New Paltz Village Mayor Jason West has turned in the preliminary 2012/2013 budget, which the Village Board adopted at its meeting last Wednesday. The preliminary budget calls for a $12,500 salary hike for the mayor, from $22,500 to $35,000; a $1,000 increase for each trustee, bringing his or her annual salary from $6,200 to $7,200; and raising the deputy mayor’s salary to $8,200.
According to West, the $1,473,221 budget shows a .043 percent increase — less than one-half of one percent — and the amount to be raised by taxes will be 4.8 cents for each $1,000 of assessed value. The mayor explained that the overall village assessment is down by approximately $1 million.
Deputy mayor Sally Rhoads praised West and village treasurer Nancy Branco “for their fine and diligent work combing through every worksheet in this budget and being incredibly fiscally responsible with our tax dollars.”
West cautioned that this was the “first draft,” and that after the public hearing and after the board weighs in, “There could be areas where we believe we need to invest more money if it’s an area that will significantly improve our citizens’ quality of life or safety.”
Trustee Stewart Glenn asked whether or not this budget “accounted for the money necessary to update our antiquated computer system, so that our employees are not wasting so many hours trying to complete simple tasks.” The mayor responded that the new computers and the server had already been ordered and should be delivered and installed by May of this year, and that “those funds were in this year’s fiscal budget, so we did not have to add that money into our next fiscal budget.” Trustee Glenn asked if money had been budgeted to upgrade the village website, and West said that it had.
Trustee Ariana Basco said that she was concerned about “several areas in the budget that do not appear to be environmentally responsible.” She pointed to the $500 that was budgeted for paper. “If we are going to purchase paper, I’d rather us utilize a company like the one the campus uses, which is made from recycled paper, unbleached and processed using alternative energy like solar power and biodiesel. I want to look at this entire budget through an environmental lens.” Rhoads suggested that Basco keep a list of “budget practices and policies” that she’d like to see, as well as any others that come forward from the Board.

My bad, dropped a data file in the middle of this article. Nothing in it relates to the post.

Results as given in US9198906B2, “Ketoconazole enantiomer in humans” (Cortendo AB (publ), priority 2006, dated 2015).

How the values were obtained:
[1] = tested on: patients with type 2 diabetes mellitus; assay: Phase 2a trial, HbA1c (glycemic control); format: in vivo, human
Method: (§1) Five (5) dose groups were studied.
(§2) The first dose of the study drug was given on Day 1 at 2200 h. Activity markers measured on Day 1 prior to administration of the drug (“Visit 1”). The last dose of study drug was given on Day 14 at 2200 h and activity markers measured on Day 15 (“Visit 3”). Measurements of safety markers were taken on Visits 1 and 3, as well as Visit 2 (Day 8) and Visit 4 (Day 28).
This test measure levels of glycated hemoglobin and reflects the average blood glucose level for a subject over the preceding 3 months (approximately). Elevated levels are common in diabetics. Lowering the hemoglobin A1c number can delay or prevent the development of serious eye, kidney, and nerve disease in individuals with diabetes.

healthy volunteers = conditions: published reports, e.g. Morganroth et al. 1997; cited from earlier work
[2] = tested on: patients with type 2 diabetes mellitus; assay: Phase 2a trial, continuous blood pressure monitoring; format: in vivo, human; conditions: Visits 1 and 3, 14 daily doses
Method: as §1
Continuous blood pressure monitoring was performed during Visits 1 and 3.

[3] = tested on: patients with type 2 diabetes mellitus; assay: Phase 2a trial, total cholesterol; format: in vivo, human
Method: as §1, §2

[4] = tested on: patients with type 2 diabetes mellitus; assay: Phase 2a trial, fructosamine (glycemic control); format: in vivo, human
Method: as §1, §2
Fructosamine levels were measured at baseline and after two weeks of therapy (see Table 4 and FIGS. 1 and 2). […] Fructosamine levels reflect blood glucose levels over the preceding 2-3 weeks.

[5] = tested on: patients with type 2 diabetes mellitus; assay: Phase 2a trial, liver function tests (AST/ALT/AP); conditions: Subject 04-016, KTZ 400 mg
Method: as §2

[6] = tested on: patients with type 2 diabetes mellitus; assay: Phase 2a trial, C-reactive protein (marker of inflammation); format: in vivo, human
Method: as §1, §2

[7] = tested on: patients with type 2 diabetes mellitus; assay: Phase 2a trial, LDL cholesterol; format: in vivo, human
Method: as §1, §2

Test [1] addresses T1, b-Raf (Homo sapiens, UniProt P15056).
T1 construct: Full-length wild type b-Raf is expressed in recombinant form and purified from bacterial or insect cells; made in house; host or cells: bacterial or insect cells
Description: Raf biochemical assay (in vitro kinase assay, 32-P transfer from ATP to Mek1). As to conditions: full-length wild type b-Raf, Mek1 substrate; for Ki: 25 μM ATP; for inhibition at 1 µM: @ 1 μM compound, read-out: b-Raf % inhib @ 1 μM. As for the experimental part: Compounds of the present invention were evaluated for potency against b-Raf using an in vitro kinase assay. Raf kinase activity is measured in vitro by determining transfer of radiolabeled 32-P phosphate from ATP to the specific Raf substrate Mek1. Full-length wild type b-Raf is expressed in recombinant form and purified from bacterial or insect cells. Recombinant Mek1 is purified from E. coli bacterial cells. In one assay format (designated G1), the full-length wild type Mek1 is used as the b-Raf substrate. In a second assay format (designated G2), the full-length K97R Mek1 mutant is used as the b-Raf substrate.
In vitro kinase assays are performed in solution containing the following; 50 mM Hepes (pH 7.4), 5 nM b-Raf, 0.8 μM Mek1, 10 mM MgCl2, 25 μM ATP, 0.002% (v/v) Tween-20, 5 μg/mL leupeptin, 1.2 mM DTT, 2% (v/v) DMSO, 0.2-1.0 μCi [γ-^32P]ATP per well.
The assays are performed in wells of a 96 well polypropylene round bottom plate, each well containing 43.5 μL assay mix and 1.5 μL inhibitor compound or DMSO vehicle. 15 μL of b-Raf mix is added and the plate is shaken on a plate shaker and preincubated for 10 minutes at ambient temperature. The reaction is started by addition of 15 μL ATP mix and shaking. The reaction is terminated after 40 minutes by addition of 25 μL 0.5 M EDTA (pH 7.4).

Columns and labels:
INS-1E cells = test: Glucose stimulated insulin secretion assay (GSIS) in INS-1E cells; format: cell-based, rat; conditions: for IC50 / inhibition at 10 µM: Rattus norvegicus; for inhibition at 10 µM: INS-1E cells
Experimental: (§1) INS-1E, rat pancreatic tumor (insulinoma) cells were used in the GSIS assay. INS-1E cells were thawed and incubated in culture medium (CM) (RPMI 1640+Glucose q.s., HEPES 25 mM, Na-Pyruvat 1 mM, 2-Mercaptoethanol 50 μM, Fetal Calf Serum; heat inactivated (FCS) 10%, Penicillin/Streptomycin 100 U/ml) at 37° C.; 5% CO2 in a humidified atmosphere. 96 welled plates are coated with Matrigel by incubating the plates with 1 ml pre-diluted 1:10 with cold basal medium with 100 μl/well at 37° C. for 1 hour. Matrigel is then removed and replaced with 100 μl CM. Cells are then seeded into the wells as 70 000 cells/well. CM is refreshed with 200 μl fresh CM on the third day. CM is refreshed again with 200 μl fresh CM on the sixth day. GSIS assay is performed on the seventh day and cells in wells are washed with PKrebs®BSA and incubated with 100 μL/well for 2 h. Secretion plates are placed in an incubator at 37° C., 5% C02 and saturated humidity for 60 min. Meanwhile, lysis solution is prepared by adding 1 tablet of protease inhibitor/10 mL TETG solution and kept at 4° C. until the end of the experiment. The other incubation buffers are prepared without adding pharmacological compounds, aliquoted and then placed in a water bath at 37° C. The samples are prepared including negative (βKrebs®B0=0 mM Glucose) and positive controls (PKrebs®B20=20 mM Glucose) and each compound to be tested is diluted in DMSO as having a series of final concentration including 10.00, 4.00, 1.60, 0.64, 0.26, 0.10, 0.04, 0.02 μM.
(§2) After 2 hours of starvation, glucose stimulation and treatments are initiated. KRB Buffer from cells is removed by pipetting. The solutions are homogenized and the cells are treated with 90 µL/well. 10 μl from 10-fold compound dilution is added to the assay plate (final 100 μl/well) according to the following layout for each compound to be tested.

Brian Kimbiz and Trustee Glenn said that they had “mixed feelings” about the proposed salary raises. Everyone at the table agreed that the job of mayor was a “full-time” job. That said, Glenn noted that he had “several minds on this issue.” In terms of “fair market value for the work and professionalism and service we’re getting, these salaries and these positions are woefully underpaid. The village is getting a lot of quality work from the board, and particularly the mayor, for very little money.” On the other hand, Glenn said that he could not help but think about “the state of the economy and the increased costs of health insurance and pensions we pay for our village employees. You read time and time again about municipalities going under, and if we’re going to be able to sustain the people that work for us, we need to be mindful of our limited resources.”
Both Kimbiz and Basco said that they had a hard time discussing their own salary raise, but were very vocal in their belief that if the village was going to attract a “diverse” group of potential candidates and elected officials, and not “just those that could afford to do the job,” then the increases were necessary.
“I take full responsibility for these increases, because I’m the one that recommended them,” said Rhoads. “I feel it is imperative that we, as a community, provide the opportunity for anyone who feels capable and able to come to this table and represent their constituents and do as diligent of a job as necessary. But if said trustee cannot sit here or think about running for office because they can’t afford it, then that is a disgrace. And these salaries, even with the minimal increases, are hardly adequate compensation for the work people at this table put forth — particularly our mayor, who has done an exceedingly good and responsible job on behalf of our community and our employees. I want the village to be able to continue to attract young people to this table, as well as anyone who feels they can and want to do the job.”
A public hearing on the tentative budget is scheduled for Wednesday, April 11 at 7:30 p.m. at Village Hall. The final budget must be passed by April 28. ++